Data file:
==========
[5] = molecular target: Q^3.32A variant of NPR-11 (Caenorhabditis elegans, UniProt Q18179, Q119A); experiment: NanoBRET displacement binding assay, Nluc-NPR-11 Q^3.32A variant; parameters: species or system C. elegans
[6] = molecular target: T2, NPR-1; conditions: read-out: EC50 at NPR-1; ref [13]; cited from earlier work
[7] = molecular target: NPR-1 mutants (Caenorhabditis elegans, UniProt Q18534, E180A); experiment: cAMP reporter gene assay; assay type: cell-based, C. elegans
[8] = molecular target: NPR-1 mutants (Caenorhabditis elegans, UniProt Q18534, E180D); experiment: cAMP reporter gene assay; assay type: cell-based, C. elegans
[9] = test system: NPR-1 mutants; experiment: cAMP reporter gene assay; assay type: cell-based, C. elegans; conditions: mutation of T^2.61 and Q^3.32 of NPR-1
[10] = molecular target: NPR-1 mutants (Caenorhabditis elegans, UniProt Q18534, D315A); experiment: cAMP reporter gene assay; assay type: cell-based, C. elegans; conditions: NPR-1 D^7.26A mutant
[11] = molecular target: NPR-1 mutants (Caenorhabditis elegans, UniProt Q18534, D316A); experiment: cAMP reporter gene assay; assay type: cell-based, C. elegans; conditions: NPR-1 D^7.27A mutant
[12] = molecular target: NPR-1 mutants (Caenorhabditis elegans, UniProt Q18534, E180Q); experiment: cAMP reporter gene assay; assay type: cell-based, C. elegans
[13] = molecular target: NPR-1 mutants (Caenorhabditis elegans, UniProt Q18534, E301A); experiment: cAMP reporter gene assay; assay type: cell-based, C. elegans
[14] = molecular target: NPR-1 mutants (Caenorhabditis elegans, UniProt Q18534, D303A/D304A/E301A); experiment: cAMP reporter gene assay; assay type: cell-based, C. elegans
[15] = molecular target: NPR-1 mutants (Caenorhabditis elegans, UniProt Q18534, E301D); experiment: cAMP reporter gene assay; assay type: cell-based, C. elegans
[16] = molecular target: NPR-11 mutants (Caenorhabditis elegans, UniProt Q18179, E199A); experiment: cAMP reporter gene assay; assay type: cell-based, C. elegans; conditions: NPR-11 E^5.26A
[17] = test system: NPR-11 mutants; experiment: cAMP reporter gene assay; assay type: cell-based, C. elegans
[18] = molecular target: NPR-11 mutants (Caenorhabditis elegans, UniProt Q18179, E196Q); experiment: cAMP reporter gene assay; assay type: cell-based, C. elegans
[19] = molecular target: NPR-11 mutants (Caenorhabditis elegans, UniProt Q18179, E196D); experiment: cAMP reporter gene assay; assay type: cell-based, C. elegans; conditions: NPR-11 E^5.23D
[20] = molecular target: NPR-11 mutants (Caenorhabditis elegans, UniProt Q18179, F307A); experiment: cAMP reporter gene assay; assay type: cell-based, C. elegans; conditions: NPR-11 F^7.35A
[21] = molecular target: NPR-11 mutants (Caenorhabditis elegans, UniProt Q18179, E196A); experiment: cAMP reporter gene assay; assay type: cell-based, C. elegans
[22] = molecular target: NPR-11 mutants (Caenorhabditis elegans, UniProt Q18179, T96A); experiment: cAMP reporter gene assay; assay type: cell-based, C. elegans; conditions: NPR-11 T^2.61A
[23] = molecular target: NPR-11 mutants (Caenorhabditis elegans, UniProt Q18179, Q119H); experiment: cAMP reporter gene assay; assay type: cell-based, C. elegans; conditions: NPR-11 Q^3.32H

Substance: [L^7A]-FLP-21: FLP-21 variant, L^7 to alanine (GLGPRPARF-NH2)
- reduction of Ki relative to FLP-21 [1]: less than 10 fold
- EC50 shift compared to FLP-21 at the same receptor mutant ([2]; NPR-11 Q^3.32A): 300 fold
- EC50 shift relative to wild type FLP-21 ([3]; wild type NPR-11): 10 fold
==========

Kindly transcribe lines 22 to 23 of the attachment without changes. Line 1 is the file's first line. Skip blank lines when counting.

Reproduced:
- EC50 shift compared to FLP-21 at the same receptor mutant ([2]; NPR-11 Q^3.32A): 300 fold
- EC50 shift relative to wild type FLP-21 ([3]; wild type NPR-11): 10 fold